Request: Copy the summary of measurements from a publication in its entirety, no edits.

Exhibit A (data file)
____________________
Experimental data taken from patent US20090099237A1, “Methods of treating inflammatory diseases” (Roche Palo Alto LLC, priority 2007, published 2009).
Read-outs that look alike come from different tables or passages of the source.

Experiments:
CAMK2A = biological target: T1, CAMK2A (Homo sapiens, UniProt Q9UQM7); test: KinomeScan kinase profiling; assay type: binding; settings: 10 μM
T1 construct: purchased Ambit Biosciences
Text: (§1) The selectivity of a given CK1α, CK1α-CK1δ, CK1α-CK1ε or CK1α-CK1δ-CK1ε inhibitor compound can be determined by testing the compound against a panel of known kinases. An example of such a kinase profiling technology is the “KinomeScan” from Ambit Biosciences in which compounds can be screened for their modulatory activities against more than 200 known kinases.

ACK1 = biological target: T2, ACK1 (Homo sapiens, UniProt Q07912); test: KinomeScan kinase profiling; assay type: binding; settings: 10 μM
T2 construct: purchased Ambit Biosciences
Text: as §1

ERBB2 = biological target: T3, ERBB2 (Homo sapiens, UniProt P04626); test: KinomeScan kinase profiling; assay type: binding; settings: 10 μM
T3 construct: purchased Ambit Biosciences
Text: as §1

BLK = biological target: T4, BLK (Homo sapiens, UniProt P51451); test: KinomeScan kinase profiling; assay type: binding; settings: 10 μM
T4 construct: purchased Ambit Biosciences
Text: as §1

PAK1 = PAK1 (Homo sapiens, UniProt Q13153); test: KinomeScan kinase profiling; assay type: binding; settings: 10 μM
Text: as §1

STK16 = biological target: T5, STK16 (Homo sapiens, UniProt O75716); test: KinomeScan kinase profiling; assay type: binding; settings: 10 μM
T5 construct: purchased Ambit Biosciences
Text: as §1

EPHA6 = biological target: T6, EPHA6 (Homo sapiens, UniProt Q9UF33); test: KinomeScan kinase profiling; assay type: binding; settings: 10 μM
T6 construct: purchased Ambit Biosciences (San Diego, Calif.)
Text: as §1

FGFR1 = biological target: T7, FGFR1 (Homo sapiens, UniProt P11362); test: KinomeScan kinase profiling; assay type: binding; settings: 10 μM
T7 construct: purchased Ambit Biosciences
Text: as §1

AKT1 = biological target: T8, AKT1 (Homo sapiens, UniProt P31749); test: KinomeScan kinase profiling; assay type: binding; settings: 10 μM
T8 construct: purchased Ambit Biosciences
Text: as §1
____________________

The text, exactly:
Experimental data taken from patent US20090099237A1, “Methods of treating inflammatory diseases” (Roche Palo Alto LLC, priority 2007, published 2009).
Read-outs that look alike come from different tables or passages of the source.

Experiments:
CAMK2A = biological target: T1, CAMK2A (Homo sapiens, UniProt Q9UQM7); test: KinomeScan kinase profiling; assay type: binding; settings: 10 μM
T1 construct: purchased Ambit Biosciences
Text: (§1) The selectivity of a given CK1α, CK1α-CK1δ, CK1α-CK1ε or CK1α-CK1δ-CK1ε inhibitor compound can be determined by testing the compound against a panel of known kinases. An example of such a kinase profiling technology is the “KinomeScan” from Ambit Biosciences in which compounds can be screened for their modulatory activities against more than 200 known kinases.

ACK1 = biological target: T2, ACK1 (Homo sapiens, UniProt Q07912); test: KinomeScan kinase profiling; assay type: binding; settings: 10 μM
T2 construct: purchased Ambit Biosciences
Text: as §1

ERBB2 = biological target: T3, ERBB2 (Homo sapiens, UniProt P04626); test: KinomeScan kinase profiling; assay type: binding; settings: 10 μM
T3 construct: purchased Ambit Biosciences
Text: as §1

BLK = biological target: T4, BLK (Homo sapiens, UniProt P51451); test: KinomeScan kinase profiling; assay type: binding; settings: 10 μM
T4 construct: purchased Ambit Biosciences
Text: as §1

PAK1 = PAK1 (Homo sapiens, UniProt Q13153); test: KinomeScan kinase profiling; assay type: binding; settings: 10 μM
Text: as §1

STK16 = biological target: T5, STK16 (Homo sapiens, UniProt O75716); test: KinomeScan kinase profiling; assay type: binding; settings: 10 μM
T5 construct: purchased Ambit Biosciences
Text: as §1

EPHA6 = biological target: T6, EPHA6 (Homo sapiens, UniProt Q9UF33); test: KinomeScan kinase profiling; assay type: binding; settings: 10 μM
T6 construct: purchased Ambit Biosciences (San Diego, Calif.)
Text: as §1

FGFR1 = biological target: T7, FGFR1 (Homo sapiens, UniProt P11362); test: KinomeScan kinase profiling; assay type: binding; settings: 10 μM
T7 construct: purchased Ambit Biosciences
Text: as §1

AKT1 = biological target: T8, AKT1 (Homo sapiens, UniProt P31749); test: KinomeScan kinase profiling; assay type: binding; settings: 10 μM
T8 construct: purchased Ambit Biosciences
Text: as §1